Yesterday, a team of archaeologists, doctors, chemists and medical anthropologists from Sweden, Denmark, and the Czech Republic raised the 400-year-old remains of observant and influential Danish astronomer Tycho Brahe (1546-1601). Brahe (1st image) had been interred in a tin casket (3rd image) in the Church of Our Lady Before Tyn near Prague's Old Town Square. Team leader Jens Vellev, a professor of medieval archaeology at Aarhus University, oversaw the exhumation (2nd image) and will remove and test samples in an effort to answer the following questions:
- Does the condition of the skeletal remains match the physical description recorded in 1901, when the tomb was opened to mark the 300th anniversary of Brahe's death?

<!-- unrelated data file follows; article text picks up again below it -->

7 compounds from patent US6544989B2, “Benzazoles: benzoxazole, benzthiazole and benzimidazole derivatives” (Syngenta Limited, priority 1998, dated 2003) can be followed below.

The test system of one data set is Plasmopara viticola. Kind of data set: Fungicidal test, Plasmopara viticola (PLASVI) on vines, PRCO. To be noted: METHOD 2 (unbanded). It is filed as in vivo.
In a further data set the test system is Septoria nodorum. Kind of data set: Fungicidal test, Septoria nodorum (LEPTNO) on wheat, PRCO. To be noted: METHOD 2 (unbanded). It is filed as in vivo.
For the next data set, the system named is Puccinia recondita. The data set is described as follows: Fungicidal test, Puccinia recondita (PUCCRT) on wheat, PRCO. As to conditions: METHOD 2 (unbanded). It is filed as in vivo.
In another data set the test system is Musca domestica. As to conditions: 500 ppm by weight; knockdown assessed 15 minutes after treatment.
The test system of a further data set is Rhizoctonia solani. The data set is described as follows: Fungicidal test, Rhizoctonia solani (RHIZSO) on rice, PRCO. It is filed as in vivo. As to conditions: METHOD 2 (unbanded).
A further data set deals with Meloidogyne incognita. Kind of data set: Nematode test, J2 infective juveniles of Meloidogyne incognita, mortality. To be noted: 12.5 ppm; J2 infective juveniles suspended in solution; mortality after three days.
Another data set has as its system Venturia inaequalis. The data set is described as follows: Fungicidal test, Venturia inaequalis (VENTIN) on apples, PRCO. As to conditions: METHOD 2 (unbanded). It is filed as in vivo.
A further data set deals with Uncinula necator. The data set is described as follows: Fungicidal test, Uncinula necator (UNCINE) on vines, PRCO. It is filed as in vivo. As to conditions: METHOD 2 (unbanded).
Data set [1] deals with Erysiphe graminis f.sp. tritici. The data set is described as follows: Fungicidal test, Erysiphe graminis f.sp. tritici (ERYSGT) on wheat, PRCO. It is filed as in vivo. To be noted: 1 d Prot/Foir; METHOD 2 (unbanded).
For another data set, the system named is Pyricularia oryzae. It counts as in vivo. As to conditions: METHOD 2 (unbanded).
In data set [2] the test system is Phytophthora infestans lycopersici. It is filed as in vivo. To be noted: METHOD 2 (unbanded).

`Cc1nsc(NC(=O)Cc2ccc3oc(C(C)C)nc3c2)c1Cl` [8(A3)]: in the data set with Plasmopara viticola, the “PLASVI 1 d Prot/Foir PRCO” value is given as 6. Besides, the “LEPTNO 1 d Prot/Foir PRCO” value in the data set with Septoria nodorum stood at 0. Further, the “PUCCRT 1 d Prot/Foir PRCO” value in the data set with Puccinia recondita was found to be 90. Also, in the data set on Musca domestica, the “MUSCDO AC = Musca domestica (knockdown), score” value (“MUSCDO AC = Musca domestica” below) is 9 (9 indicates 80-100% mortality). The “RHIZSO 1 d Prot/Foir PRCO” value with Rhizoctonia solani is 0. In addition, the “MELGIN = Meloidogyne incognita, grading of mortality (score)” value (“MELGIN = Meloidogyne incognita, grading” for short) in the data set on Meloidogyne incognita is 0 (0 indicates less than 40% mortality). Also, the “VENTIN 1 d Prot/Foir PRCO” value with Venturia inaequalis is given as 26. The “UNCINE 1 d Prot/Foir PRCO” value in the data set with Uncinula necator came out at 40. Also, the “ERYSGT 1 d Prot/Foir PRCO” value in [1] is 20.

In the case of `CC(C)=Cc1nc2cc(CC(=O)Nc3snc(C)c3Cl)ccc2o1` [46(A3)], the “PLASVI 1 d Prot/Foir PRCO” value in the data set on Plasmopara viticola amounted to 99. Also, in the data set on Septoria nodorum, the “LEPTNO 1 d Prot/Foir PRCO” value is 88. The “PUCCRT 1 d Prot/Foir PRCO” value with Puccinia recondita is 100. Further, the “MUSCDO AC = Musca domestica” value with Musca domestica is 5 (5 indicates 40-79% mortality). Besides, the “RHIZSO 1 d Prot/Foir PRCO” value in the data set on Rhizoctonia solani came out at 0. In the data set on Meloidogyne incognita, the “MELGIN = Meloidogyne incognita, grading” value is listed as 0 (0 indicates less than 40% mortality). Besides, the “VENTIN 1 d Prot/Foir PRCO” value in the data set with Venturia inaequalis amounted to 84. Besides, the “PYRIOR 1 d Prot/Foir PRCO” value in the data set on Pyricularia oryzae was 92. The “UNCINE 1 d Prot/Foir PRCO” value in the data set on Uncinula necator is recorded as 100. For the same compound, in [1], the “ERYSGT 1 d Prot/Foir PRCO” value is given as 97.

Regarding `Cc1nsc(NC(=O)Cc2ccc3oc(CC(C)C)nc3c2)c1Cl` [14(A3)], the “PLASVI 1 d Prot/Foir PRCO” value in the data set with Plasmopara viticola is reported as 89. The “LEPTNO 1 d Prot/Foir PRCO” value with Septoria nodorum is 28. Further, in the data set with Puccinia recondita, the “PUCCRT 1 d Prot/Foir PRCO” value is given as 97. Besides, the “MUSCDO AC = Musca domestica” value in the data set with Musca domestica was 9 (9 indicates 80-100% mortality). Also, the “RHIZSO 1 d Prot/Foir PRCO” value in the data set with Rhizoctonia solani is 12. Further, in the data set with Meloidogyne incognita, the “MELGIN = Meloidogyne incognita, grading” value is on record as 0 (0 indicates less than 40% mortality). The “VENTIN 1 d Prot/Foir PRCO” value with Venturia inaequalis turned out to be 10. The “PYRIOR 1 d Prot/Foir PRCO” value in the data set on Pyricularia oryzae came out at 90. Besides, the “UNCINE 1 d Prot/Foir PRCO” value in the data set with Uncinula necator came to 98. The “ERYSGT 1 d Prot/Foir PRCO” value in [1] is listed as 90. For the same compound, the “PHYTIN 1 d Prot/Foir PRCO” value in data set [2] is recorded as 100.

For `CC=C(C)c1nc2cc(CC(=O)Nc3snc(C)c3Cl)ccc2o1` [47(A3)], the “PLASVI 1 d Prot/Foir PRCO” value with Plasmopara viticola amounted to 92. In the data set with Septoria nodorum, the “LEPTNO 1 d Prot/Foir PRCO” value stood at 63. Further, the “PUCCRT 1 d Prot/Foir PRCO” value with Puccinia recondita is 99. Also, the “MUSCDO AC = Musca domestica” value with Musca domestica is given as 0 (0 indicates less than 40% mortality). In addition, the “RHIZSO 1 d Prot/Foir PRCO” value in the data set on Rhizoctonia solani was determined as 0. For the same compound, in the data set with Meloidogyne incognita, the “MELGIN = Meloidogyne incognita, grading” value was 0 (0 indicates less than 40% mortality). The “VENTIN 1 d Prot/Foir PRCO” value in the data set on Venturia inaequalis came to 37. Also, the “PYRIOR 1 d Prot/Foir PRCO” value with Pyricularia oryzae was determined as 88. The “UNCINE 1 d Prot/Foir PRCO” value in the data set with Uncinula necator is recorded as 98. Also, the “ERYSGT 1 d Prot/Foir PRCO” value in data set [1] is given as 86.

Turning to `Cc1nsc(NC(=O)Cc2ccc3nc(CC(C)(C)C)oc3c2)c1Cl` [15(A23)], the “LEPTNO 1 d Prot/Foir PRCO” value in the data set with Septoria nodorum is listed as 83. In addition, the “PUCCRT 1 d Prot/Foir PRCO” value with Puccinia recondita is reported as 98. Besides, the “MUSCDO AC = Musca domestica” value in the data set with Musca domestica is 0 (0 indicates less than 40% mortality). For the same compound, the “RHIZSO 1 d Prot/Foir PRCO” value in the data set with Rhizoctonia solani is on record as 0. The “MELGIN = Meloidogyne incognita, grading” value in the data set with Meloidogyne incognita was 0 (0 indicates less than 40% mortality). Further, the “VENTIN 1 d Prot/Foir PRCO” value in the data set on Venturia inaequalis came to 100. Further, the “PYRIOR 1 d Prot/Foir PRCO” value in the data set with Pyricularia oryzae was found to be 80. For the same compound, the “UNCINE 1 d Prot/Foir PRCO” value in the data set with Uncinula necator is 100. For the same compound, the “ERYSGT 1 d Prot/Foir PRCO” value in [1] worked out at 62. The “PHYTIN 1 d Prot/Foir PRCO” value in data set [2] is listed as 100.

- Was his death correctly attributed to the rupture of his bladder due to obeying protocol and refusing to leave the table to use the bathroom during a royal banquet?
- Did kidney disease or kidney stones play a role in his death?
- Was Brahe in fact accidentally or deliberately poisoned, as suggested by unusually high levels of mercury detected in previously obtained samples of his mustache and hair?
- Or had he been prescribed mercury as a medical treatment for syphilis or ingested too much of it in the course of his experiments?
- Will enough shreds of Brahe's patterned silk burial suit remain to allow them to reconstruct the aristocratic outfit?
- Is there enough evidence on Brahe's skull to determine the material (possibly a silver-copper alloy) used to construct the missing prosthetic nose he wore after his was cut off during a duel with a fellow nobleman in 1566?